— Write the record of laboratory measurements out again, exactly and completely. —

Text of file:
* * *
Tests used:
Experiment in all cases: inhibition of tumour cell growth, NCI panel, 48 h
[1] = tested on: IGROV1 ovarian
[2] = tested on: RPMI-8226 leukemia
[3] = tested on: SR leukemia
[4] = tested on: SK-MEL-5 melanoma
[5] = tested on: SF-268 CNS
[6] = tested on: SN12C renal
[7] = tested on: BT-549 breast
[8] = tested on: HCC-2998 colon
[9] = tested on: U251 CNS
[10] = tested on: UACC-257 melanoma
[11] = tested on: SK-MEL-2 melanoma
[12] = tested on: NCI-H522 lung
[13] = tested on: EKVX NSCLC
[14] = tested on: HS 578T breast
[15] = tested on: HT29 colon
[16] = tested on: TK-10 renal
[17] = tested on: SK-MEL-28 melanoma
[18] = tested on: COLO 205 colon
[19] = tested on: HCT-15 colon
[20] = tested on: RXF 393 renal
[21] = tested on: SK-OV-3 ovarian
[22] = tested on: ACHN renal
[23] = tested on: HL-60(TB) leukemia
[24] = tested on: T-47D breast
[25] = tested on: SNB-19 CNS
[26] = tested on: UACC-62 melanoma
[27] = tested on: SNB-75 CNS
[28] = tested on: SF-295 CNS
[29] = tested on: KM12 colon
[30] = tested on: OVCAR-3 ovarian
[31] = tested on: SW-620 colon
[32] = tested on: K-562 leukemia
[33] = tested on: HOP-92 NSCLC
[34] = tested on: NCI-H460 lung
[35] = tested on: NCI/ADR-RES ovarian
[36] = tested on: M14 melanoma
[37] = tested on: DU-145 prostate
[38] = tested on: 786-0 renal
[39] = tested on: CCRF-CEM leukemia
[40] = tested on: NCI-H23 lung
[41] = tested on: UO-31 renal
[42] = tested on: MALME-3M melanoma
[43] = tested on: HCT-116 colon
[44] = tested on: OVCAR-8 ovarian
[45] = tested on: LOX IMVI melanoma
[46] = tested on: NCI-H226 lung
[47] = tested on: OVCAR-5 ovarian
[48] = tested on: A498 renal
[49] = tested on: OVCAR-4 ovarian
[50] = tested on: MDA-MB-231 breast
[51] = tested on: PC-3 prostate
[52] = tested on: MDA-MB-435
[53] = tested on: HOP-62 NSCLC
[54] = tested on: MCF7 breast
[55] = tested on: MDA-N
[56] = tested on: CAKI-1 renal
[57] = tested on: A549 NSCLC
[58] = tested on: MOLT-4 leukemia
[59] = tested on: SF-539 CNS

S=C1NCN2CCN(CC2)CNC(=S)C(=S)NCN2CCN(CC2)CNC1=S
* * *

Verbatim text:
Tests used:
Experiment in all cases: inhibition of tumour cell growth, NCI panel, 48 h
[1] = tested on: IGROV1 ovarian
[2] = tested on: RPMI-8226 leukemia
[3] = tested on: SR leukemia
[4] = tested on: SK-MEL-5 melanoma
[5] = tested on: SF-268 CNS
[6] = tested on: SN12C renal
[7] = tested on: BT-549 breast
[8] = tested on: HCC-2998 colon
[9] = tested on: U251 CNS
[10] = tested on: UACC-257 melanoma
[11] = tested on: SK-MEL-2 melanoma
[12] = tested on: NCI-H522 lung
[13] = tested on: EKVX NSCLC
[14] = tested on: HS 578T breast
[15] = tested on: HT29 colon
[16] = tested on: TK-10 renal
[17] = tested on: SK-MEL-28 melanoma
[18] = tested on: COLO 205 colon
[19] = tested on: HCT-15 colon
[20] = tested on: RXF 393 renal
[21] = tested on: SK-OV-3 ovarian
[22] = tested on: ACHN renal
[23] = tested on: HL-60(TB) leukemia
[24] = tested on: T-47D breast
[25] = tested on: SNB-19 CNS
[26] = tested on: UACC-62 melanoma
[27] = tested on: SNB-75 CNS
[28] = tested on: SF-295 CNS
[29] = tested on: KM12 colon
[30] = tested on: OVCAR-3 ovarian
[31] = tested on: SW-620 colon
[32] = tested on: K-562 leukemia
[33] = tested on: HOP-92 NSCLC
[34] = tested on: NCI-H460 lung
[35] = tested on: NCI/ADR-RES ovarian
[36] = tested on: M14 melanoma
[37] = tested on: DU-145 prostate
[38] = tested on: 786-0 renal
[39] = tested on: CCRF-CEM leukemia
[40] = tested on: NCI-H23 lung
[41] = tested on: UO-31 renal
[42] = tested on: MALME-3M melanoma
[43] = tested on: HCT-116 colon
[44] = tested on: OVCAR-8 ovarian
[45] = tested on: LOX IMVI melanoma
[46] = tested on: NCI-H226 lung
[47] = tested on: OVCAR-5 ovarian
[48] = tested on: A498 renal
[49] = tested on: OVCAR-4 ovarian
[50] = tested on: MDA-MB-231 breast
[51] = tested on: PC-3 prostate
[52] = tested on: MDA-MB-435
[53] = tested on: HOP-62 NSCLC
[54] = tested on: MCF7 breast
[55] = tested on: MDA-N
[56] = tested on: CAKI-1 renal
[57] = tested on: A549 NSCLC
[58] = tested on: MOLT-4 leukemia
[59] = tested on: SF-539 CNS

S=C1NCN2CCN(CC2)CNC(=S)C(=S)NCN2CCN(CC2)CNC1=S